Wednesday 11 May 2011

British Airways pilot killed his wealthy wife and buried her in Windsor Great Park

He believed their pre-nuptial agreement was a “stitch-up”, the jury was told.
He believed their prenuptial agreement was a “stitch-up”, the jury was told. Robert Brown, 47, smashed Joanna Brown around the head and face with a hammer or mallet at her £3 million mock-Tudor mansion in Ascot last October.
Once she was “incapacitated” he wrapped her body in plastic and bundled it into his car boot, Reading Crown Court heard.
She was buried in a grave which had already been dug, in a large plastic crate modified with plastic sheeting to prevent blood leaking out, Graham Reeds QC, prosecuting, told the jury.
Their two children, now aged 11 and nine, had been in a different room but saw blood on the carpet. It was their presence which would eventually “cause his plan to unravel”, it was claimed.

The couple’s eight-year marriage had irretrievably broken down in 2007 and divorce proceedings were “acrimonious and bitterly contested”, the jury heard.
A prenuptial agreement to protect her family wealth had caused her husband continuing resentment.
Mr Brown felt that he had been “cheated” and “manipulated” by his estranged wife who he believed was conducting divorce proceedings with “lies, exaggeration and aggression”, to leave him as little as possible.
During one day’s bitter exchange of text and email messages he called her a “self righteous, spoilt brat” and accused her of concealing the true extent of her wealth to spite him.
He said his wife’s finances had been “insulated” by her father’s trust fund and a loan from Coutts Bank, and accused her of an affair and of telling “lies” to a court over access arrangements.
At one point he told her: “Soon your world will fall apart. What goes around comes around.”
In July 2007 he threatened her with a knife, the court heard. Legal bills after three years were “huge” on each side, Mr Reeds said.
The final High Court hearing for financial applications had been due on November 8, a matter of days after Mrs Brown was killed.
“The difference between what the defendant wanted and what Jo’s lawyers had offered was considerable,” Mr Reeds said.
“He was concerned that when he had paid his bills he would be left with little or nothing from any settlement while, to his mind, she would remain wealthy.”
Mrs Brown, 46, known as Jo, had owned the family home, Tun Cottage, before she met her second husband.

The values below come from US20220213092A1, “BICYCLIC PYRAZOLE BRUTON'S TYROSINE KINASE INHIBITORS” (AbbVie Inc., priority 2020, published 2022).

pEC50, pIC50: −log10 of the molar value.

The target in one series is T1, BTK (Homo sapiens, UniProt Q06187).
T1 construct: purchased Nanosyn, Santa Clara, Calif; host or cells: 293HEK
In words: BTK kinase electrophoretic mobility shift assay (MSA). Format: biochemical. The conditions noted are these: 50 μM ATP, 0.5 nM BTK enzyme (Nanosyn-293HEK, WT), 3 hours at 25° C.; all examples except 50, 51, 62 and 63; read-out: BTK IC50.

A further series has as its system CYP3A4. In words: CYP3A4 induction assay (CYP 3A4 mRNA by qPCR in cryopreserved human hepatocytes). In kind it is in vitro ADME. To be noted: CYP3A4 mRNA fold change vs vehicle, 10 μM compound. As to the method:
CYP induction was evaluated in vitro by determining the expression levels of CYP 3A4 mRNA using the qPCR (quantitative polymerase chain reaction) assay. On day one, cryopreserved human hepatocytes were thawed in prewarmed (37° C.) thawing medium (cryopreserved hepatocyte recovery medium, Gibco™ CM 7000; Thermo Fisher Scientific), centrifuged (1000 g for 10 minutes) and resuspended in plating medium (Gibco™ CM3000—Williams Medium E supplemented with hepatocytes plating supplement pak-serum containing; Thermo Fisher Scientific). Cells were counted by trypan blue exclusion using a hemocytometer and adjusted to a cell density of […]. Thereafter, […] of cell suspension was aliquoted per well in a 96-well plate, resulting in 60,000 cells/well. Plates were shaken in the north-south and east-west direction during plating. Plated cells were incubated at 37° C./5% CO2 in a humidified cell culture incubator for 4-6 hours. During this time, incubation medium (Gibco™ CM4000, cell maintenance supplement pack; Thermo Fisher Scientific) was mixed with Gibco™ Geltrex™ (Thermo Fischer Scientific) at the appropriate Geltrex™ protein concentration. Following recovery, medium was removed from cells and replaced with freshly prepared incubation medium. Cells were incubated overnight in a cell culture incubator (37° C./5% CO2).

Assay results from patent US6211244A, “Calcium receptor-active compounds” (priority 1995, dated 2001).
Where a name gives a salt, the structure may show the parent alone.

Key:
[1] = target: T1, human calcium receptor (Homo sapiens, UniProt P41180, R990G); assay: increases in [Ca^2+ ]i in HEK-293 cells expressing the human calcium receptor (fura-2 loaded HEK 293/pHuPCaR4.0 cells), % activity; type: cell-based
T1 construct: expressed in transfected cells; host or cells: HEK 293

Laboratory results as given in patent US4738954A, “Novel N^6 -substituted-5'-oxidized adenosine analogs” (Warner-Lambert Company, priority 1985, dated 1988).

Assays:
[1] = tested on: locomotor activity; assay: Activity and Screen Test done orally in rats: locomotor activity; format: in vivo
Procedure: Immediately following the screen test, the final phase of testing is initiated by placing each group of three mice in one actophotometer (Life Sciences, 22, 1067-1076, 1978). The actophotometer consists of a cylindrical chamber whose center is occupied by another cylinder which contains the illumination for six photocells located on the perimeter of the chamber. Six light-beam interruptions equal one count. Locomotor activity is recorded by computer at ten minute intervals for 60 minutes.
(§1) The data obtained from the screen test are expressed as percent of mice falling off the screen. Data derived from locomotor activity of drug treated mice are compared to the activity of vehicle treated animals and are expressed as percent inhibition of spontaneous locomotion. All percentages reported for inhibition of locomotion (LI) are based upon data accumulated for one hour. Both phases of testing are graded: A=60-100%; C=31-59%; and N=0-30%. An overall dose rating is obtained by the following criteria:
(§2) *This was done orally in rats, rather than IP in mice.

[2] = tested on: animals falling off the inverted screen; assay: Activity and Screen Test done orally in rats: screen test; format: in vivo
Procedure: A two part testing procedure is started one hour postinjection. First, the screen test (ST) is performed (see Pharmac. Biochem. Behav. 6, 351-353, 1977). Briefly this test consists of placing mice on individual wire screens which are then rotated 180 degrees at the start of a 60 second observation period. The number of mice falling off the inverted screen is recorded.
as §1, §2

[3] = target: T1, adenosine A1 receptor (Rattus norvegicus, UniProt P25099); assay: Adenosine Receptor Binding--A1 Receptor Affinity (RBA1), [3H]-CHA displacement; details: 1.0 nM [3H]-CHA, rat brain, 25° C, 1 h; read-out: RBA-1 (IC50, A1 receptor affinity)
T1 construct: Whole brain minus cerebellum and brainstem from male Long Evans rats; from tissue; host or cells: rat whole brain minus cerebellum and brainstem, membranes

But when they married, he ploughed £200,000 into the house which was extended and renovated and later used by Mrs Brown as an upmarket bed and breakfast.
According to the prenuptial agreement, he had no claim on the house or a trust fund set up by her father on his death in 2001.
“It was an agreement that the defendant referred to later as a ‘stitch up’,” Mr Reeds said.
The couple’s two children, who cannot be named for legal reasons, had stayed with their father at his rented house in Winkfield, Berks, during October half term last year, the court heard.
He took them back to Tun Cottage on Sunday October 31 shortly before 4pm.
Mr Reeds told the court: “There, he attacked Jo with a weapon, hitting her about the head and face repeatedly until she collapsed.
“Such was the severe force used on her by the defendant that finally she was able to defend herself no more. She suffered extensive fractures to her skull and facial bones with attendant brain injury from which she had no prospect of surviving.”
Mr Brown dropped the children at his home, where his girlfriend was staying, and was not seen again until 5am.
After she told Mr Brown’s family that something had happened, he asked his brother not to call the police but Kenneth Brown did so and half an hour later, Robert Brown followed suit, reporting a “domestic argument” with his wife.
He was arrested on suspicion of murder when police officers found blood on the driveway at Tun Cottage.
Mr Brown initially refused to talk to police and said he had “a block”. A statement later handed to detectives by his solicitor suggested he had killed his wife accidentally, having “lost control” after a row over the children’s schooling.
He said he had intended to take her to hospital but realised she was dead and panicked. He later took police to the dense woodland where he had buried her.
Mr Brown denies murder and obstructing the coroner. The jury heard that he maintains that he was suffering mental illness caused by stress and that his judgement was impaired.